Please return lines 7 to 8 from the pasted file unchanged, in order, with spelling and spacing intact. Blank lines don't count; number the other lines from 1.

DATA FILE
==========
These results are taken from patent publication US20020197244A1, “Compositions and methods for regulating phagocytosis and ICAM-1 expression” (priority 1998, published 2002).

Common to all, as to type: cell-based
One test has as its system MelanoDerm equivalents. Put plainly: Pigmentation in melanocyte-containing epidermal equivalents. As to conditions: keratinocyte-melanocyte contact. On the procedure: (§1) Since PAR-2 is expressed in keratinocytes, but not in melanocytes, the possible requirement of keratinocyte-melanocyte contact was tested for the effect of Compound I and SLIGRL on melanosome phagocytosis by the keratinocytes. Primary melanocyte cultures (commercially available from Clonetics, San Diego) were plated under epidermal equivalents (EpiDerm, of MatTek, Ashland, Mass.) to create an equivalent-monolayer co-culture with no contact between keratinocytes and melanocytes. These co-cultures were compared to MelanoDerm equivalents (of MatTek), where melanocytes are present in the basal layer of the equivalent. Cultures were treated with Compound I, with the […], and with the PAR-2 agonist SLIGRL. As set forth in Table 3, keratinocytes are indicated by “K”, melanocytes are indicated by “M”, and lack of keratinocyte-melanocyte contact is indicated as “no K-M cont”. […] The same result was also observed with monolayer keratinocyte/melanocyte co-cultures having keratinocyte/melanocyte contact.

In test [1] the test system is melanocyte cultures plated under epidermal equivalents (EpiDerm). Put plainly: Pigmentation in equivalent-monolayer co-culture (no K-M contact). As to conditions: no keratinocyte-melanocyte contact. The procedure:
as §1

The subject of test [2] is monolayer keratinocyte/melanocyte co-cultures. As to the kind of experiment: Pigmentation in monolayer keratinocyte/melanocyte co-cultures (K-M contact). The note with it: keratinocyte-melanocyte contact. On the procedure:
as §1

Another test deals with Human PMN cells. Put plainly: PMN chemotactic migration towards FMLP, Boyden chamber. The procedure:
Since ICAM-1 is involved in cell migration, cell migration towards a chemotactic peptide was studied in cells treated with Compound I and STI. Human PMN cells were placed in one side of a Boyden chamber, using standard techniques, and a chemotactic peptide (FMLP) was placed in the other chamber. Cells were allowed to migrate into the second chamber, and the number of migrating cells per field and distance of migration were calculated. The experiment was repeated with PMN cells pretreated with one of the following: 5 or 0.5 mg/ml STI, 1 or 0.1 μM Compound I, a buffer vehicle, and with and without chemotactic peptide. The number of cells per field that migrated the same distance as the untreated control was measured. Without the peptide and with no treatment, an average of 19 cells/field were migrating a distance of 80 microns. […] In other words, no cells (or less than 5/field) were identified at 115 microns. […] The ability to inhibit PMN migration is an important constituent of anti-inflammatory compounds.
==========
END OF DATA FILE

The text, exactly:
as §1

Another test deals with Human PMN cells. Put plainly: PMN chemotactic migration towards FMLP, Boyden chamber. The procedure: